The northern part of the parish formed an island at high tide, until the channel was reclaimed in Napoleonic times – the only part remaining being the Vale Pond, which can be seen to the south of the Church. The bay of Grande Havre still splits the parish into two parts. Like many Christian places of worship, this church has been built on a hill site associated with paganism, and like many churches on hills, it is dedicated to St Michael. The exact date of the foundation of this church is unknown, though it is not unreasonable to suppose that one was built here following the missionary endeavours of the Celtic Saint Sampson and his followers who attempted to evangelise Guernsey in the middle of the sixth century. An early chapel dedicated to his cousin, St Magloire, was built elsewhere in the parish, but all traces of it have disappeared. Within the present church there is evidence of much older materials being used in the building, for example in the South wall of the Chancel where some Roman bricks have been reused, but these could have come from anywhere around, not necessarily a previous building on this site.
Certainly, around 968AD, monks from Mont S.Michel founded a Priory and were granted land to maintain an income. The priory buildings were in what is now the Rectory garden to the South of the Church. Little remains of the Priory itself, apart from a piece of buttressed wall by the main road, and indications that a stairway may have led to a doorway into the chancel on the south side.
The influence of the Priory can be clearly seen in the chancel, where the Chancel arch, the balloon vault and the arches of the monks’ stalls were inserted into an earlier building. Evidence of the gradual extension of the church may be found in the location of three piscinae, (stone washbasins for the priest to cleanse the communion vessels and for the ceremonial washing of hands, situated at the south side of an altar). The location of a piscina west of the chancel arch would indicate the presence of a side altar here before the present wider arch was inserted. By the High Altar is an unusually large piscina, and in the chapel of the Archangels to the north of the chancel, there is a piscina intricately carved in granite (c. 1475-1500). In the 13th century the north aisle and chapel were added in two stages, and the arches of the arcade were pierced through the earlier north wall of the nave and chancel. In the arch above the pulpit there is carved a dog’s head, the mark of a stonemason.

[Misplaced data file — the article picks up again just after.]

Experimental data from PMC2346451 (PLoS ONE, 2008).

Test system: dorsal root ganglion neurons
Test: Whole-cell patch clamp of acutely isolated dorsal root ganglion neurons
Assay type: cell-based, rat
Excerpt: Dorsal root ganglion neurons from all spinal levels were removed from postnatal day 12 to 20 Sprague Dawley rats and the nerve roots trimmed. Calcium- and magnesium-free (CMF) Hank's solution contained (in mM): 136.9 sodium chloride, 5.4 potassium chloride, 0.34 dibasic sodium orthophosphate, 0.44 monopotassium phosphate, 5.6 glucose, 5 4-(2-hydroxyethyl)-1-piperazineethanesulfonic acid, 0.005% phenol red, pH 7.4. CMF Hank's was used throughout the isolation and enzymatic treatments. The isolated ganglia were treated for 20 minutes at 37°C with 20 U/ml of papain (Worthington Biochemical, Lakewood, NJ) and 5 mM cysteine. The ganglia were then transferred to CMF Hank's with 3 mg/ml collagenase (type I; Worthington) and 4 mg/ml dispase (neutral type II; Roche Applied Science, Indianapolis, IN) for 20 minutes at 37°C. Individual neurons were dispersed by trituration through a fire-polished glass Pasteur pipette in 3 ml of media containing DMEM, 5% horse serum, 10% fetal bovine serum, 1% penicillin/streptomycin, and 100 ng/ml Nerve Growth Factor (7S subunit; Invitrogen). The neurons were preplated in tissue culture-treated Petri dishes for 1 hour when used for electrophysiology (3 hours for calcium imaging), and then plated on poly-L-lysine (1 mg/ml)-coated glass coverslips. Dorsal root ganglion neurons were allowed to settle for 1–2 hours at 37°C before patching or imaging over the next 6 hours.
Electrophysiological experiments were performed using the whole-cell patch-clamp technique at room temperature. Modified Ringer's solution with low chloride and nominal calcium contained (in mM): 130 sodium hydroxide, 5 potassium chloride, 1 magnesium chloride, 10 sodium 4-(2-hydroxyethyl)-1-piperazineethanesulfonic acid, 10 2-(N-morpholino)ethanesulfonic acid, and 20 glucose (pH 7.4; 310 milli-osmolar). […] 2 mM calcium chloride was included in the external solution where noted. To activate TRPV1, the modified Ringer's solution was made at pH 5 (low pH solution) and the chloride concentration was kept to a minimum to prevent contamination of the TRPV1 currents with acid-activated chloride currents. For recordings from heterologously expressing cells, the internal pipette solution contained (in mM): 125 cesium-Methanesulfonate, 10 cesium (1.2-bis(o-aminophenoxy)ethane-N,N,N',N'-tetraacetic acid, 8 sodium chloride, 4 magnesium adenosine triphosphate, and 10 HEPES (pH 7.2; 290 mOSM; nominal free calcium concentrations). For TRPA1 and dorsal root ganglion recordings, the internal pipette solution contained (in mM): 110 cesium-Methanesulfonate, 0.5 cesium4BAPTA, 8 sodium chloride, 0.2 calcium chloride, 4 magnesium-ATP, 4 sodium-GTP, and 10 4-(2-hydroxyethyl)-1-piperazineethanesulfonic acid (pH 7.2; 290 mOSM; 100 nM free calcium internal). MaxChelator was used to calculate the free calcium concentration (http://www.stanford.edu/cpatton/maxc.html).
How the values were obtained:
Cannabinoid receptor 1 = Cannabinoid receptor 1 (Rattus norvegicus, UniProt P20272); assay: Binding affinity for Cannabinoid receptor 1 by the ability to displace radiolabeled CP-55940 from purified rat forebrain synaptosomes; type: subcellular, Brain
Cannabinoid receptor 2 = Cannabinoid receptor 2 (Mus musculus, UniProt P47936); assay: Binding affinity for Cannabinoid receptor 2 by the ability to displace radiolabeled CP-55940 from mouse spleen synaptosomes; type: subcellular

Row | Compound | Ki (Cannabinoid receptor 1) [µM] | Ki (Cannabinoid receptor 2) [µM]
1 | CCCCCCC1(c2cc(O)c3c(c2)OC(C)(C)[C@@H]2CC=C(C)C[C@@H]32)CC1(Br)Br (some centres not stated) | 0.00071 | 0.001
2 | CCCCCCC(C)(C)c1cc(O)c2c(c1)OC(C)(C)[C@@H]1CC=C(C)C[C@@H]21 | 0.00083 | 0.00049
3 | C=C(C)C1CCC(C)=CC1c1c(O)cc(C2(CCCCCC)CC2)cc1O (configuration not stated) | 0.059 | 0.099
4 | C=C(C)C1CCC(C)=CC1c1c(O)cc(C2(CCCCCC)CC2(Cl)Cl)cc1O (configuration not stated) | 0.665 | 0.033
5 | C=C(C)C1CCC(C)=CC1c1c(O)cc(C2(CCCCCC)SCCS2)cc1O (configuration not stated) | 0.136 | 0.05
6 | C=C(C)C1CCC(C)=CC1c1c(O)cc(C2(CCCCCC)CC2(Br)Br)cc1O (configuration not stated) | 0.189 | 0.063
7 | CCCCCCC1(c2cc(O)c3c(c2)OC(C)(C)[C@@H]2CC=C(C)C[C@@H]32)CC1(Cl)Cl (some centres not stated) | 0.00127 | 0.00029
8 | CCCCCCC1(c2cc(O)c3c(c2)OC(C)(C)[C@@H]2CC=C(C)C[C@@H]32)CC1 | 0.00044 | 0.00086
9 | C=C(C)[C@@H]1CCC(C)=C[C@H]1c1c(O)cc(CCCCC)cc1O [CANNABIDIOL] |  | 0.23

Considerable change was made to the appearance of the church after 1876, during the incumbency of the Rev’d Thomas Bell, who was Rector for over 50 years. The re-ordering of the chancel and the baptistry, re-seating of the nave, some of the stained glass windows, the bells, the lectern, the organ, and the mosaic reredos of 1904 are evidence of his influence.
The windows have mostly been given in memory of parishioners. In the North aisle are Mary and the infant Jesus; Christ, the Light of the World; and Abraham and Isaac. The Archangels Raphael, Michael, and Gabriel are in the East window of the Chapel of the Archangels, here the tracery is of the fifteenth century, but the glass is from the nineteenth century studio of William Morris. The main East Window above the High Altar is a memorial to John Ingrouille who was imprisoned in Germany during the Second World War, but died in a Brussels hospital before he could reach home. In the South side of the nave are the Women at the Sepulchre; The Good Shepherd; and the Risen Christ appearing to S. Peter, who is wearing the outfit of a local fisherman, and the hills of Galilee bear a striking resemblance to Herm and Jethou. This window is the work of a local artist, Miss Mary Eilie de Putron.